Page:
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Hawaiian Alphabet

(See also "Hawaiian Culture" on Big Island, Kauai, Lanai, Maui, Molokai, or Oahu)

The Hawaiian language was an oral tradition. The Hawaiian alphabet (piapa), was written by 19th century missionaries. The alphabet contains 12 letters: 5 vowels (a, e, i, o, u) and 7 consonants (h, k, l, m, n, p, w). To simplify pronunciation, sound consonants as in English and break up words so they are easy to say e.g., Waianapanapa sounds like Wai-a-napa-napa.

Pronounce vowels as follows:

  • a - a in above; e - e in bet; i - ee in see; o - o in sole; u - oo in moon.

  • pronounce stressed vowels marked by a macron (-) like unstressed vowels except for a - a in far and e - ay in pay. e.g. Mãnoa is pronounced Mah-noa. The word for macron in Hawaiian is kahakõ.

  • pronounce vowels marked by a glottal stop (`) quickly e.g., o`o sounds like oh-oh! in English. The word for glottal in Hawaiian is 'okina.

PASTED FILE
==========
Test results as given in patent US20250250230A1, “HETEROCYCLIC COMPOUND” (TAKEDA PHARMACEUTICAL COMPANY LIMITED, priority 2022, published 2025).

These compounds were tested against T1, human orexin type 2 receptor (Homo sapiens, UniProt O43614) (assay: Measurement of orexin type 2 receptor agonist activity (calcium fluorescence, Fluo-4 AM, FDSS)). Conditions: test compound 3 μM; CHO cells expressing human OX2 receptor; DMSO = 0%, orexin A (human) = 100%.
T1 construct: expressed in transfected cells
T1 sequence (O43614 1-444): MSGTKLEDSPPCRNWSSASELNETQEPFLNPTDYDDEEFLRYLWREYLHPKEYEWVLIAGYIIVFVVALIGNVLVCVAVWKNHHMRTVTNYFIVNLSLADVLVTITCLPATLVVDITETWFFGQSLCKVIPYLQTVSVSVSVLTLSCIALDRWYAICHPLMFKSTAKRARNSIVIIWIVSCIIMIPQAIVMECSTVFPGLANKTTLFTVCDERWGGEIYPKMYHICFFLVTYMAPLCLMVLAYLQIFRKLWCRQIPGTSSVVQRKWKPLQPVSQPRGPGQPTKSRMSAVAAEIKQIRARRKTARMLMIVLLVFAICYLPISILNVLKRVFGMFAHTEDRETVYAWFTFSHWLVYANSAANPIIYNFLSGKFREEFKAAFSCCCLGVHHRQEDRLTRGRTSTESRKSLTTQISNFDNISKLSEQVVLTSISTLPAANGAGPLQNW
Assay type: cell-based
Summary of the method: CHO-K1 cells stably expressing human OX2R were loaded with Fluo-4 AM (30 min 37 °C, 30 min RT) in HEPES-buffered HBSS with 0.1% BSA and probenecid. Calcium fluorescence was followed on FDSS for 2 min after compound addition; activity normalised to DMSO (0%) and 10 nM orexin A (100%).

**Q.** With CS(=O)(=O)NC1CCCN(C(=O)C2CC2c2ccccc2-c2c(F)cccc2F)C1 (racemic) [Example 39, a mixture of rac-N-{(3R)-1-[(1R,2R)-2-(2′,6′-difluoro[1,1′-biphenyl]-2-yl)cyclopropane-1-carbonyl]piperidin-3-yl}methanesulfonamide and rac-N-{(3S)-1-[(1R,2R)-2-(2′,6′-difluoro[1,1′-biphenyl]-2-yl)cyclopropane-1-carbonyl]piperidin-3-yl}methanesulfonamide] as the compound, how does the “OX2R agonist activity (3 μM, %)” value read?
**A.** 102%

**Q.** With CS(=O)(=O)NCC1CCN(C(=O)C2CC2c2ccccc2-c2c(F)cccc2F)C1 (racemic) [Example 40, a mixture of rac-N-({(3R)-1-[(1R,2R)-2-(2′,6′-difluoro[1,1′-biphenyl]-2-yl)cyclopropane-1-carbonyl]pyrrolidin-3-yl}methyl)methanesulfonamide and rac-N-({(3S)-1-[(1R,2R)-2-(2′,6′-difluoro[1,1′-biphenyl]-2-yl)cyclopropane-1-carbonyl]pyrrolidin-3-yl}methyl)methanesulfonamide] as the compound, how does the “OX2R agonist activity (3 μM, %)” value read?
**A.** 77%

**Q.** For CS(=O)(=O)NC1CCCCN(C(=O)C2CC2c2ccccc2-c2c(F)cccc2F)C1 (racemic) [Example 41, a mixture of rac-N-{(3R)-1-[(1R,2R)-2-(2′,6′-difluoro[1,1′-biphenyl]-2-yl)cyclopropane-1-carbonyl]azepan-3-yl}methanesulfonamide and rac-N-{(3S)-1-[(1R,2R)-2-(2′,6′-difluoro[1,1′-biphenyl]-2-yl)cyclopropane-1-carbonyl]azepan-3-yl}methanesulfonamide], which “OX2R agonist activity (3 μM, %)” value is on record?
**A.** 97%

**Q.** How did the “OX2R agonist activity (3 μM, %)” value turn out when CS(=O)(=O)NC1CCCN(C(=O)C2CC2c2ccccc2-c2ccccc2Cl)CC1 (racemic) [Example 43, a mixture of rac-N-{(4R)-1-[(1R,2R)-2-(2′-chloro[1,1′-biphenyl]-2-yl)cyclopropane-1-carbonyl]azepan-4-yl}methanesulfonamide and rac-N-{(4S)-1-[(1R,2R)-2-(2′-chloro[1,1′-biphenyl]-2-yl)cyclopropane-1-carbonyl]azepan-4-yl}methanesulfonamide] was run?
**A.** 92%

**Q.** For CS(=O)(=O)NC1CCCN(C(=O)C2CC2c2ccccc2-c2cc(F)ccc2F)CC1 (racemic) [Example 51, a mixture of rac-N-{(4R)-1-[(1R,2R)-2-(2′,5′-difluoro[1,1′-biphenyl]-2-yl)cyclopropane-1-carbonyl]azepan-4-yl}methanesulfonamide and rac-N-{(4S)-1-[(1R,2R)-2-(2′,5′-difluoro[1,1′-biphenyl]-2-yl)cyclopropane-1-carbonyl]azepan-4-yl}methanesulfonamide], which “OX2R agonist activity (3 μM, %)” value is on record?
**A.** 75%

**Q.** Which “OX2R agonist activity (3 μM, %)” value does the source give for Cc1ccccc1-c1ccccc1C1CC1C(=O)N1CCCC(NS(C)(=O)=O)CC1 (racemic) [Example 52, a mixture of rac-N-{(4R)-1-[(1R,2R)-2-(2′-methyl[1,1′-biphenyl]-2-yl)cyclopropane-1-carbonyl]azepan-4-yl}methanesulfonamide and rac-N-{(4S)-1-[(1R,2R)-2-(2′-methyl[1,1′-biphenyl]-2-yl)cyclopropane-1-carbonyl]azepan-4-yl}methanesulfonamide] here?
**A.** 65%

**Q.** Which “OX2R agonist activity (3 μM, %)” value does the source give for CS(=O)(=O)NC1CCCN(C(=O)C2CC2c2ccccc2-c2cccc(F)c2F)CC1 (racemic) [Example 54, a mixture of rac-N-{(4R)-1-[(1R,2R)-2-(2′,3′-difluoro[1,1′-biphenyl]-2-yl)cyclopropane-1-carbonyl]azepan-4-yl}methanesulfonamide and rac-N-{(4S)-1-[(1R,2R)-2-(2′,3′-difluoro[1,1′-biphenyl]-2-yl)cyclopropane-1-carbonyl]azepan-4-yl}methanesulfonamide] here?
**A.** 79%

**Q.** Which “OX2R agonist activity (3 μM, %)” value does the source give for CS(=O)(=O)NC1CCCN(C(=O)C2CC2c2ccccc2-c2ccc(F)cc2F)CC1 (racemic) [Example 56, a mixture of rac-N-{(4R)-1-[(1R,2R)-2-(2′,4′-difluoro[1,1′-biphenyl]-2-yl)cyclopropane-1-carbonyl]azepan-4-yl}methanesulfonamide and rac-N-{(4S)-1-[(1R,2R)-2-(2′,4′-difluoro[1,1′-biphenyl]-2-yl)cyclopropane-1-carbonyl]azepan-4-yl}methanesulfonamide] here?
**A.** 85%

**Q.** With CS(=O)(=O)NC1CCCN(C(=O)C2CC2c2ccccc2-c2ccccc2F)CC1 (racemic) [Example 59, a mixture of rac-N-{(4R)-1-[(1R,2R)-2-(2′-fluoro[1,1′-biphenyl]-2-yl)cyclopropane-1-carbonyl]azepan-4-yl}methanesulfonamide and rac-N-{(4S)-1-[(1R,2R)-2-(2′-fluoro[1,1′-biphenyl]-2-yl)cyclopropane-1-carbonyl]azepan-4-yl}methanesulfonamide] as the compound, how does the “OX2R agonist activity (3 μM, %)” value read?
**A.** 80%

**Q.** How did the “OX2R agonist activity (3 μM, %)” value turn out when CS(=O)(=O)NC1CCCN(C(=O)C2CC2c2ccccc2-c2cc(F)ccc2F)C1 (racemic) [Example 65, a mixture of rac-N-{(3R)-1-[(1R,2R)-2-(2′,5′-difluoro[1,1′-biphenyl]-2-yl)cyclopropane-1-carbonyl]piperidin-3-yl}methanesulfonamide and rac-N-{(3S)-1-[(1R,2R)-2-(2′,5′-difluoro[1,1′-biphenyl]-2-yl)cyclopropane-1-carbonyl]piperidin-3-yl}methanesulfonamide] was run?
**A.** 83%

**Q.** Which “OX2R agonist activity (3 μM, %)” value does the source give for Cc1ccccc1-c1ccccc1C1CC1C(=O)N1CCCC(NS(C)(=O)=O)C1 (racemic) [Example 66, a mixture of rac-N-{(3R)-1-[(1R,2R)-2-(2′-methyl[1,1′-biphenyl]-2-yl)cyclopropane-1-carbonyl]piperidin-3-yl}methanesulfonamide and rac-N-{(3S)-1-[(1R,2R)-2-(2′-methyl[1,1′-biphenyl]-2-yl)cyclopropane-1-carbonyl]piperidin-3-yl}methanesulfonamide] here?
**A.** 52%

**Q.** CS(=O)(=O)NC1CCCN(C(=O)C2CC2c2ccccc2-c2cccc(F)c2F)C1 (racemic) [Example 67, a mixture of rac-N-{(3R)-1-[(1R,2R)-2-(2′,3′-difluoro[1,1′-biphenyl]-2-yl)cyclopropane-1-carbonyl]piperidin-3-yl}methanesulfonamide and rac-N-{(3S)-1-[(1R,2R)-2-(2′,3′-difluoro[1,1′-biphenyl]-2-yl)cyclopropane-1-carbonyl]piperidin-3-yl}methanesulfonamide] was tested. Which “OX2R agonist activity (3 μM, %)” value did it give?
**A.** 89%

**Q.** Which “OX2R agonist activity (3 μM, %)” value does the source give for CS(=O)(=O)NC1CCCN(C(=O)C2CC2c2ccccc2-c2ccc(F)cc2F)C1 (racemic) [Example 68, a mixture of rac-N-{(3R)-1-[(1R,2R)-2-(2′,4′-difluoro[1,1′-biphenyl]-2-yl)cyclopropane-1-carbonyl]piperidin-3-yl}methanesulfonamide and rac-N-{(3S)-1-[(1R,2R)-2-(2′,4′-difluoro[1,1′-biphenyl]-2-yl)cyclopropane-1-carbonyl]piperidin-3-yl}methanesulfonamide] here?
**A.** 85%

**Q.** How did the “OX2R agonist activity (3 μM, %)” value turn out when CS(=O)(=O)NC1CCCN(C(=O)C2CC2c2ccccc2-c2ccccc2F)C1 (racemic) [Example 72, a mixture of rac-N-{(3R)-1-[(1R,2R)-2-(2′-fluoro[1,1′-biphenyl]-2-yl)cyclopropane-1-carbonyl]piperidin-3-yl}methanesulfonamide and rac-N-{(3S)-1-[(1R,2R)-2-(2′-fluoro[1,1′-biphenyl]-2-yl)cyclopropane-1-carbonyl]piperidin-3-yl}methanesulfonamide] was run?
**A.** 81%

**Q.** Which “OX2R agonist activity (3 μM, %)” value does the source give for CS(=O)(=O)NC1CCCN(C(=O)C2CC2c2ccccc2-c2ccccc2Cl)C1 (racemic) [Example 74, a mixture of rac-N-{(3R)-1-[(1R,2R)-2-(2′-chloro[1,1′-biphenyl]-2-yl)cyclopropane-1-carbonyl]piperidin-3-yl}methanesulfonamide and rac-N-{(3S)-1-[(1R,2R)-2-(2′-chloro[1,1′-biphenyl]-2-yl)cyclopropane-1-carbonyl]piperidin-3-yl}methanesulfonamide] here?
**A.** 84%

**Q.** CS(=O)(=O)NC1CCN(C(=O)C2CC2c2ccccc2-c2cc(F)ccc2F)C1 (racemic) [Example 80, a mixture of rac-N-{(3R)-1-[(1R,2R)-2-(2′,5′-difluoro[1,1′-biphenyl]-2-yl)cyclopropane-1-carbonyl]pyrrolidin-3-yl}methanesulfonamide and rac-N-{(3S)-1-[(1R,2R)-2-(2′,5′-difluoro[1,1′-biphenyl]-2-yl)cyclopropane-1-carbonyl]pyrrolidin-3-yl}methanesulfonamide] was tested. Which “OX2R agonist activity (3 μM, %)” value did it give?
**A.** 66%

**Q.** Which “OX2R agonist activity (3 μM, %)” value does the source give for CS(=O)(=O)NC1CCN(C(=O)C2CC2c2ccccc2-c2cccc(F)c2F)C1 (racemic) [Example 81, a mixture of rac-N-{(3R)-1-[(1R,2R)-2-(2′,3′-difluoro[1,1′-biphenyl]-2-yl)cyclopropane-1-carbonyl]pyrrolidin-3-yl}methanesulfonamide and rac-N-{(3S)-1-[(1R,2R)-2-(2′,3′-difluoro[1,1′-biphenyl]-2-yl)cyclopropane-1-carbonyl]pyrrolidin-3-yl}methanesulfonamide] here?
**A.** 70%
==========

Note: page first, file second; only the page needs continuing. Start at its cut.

• stress rising dipthongs (ae, ai, ao, au, oi, ou, eu, ei) on the first letter and end with a short e, i, o or u e.g., oi sounds like oy in boy, ending with a short "i".

Placement of macrons and glottals can change the meaning of Hawaiian words. However, current browser technology does not facilitate universal and uniform application and utilization of these diacritical marks by browser fonts and search engines. As a result, we have been unable to use them on this site.

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